Thinking long-term: foundations and the transition to a sustainable future

Updated: Sep 18

As we look for where financial resources will come from to kick-start the global path to 2030, we believe one group deserves more attention. Foundations – corporate and private, community and more prominent philanthropies - can be catalysts for risk-taking and supporting innovative solutions to the climate crisis. This group shows an increasing appetite to collaborate and positively impact climate change through climate philanthropy.


What is climate philanthropy?

Climate philanthropy as a field is emerging and changing all the time in response to new actors with significant commitments entering the space – such as the recent $10 billion pledge from the Bezos Earth Fund, $3.5 billion from Laurene Powell Jobs, or $1 billion from Hansjörg Wyss.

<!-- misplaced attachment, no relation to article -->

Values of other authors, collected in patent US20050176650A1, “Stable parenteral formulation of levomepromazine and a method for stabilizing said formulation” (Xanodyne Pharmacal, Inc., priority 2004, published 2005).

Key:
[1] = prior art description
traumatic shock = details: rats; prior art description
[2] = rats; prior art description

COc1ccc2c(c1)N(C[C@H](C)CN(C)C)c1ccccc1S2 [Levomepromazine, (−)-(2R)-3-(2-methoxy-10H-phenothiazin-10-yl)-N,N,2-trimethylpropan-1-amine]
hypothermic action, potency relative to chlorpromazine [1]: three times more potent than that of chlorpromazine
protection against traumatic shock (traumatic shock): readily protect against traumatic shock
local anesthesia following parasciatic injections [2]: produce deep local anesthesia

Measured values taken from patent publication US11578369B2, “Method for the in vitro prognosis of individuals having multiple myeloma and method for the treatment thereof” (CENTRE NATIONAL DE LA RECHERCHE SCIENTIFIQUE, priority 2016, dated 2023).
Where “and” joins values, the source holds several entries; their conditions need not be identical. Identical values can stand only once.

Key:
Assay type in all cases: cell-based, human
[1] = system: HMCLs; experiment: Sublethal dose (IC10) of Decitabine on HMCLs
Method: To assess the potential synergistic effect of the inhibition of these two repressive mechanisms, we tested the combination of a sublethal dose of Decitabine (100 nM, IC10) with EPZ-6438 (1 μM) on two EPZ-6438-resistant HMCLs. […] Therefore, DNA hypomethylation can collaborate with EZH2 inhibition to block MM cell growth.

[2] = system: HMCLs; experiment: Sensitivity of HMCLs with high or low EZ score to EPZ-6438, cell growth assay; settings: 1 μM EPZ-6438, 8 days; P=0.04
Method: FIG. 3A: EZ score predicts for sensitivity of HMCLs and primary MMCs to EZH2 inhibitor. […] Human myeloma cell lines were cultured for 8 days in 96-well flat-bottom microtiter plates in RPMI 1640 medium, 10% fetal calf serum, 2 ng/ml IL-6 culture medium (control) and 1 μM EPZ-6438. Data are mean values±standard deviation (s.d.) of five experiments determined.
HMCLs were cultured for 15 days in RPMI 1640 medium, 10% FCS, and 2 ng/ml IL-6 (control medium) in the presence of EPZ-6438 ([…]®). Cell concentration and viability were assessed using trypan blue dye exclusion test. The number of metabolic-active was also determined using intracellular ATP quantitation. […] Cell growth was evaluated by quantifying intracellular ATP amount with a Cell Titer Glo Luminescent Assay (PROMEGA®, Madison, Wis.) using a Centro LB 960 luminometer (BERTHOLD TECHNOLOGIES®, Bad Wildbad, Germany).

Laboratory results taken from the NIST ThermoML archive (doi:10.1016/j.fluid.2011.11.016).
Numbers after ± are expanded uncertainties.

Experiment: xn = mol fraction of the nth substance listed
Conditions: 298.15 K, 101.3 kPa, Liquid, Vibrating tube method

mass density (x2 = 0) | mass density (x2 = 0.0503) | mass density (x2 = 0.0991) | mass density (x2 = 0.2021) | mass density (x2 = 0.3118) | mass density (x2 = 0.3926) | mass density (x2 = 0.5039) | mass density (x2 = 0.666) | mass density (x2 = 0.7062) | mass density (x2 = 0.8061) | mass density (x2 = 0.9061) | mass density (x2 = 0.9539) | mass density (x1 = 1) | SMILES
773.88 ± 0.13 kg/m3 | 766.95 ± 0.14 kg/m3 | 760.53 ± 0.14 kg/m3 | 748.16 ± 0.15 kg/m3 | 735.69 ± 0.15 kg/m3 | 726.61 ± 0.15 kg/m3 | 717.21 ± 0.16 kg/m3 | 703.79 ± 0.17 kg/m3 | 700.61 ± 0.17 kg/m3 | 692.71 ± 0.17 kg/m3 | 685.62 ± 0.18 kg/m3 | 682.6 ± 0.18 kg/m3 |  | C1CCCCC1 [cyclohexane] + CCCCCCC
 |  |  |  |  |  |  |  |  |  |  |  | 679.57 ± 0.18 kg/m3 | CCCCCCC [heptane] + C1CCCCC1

Yet detailed research into philanthropic support in 2020 shows only 2% of European funding and 0.5% of US philanthropic spending focused on climate change.


Foundations: the impatient optimists

Foundations of all kinds occupy a distinctive space in funding for change - their capital is deployed only to make a difference. This is a huge responsibility but also a liberating position. They can take the long-term view and make immediate action decisions, such as divesting from fossil fuel investments as many have done (including some of the largest like the Rockefeller Foundation).


How can these ‘Impatient Optimists’ – as Melinda French Gates and Bill Gates describe their work through the Gates Foundation – work together for the most significant impact?


How can the diverse foundation sector come together to catalyse climate change action?

We need innovative solutions for a sustainable world, there is no planet B. SDG Changemakers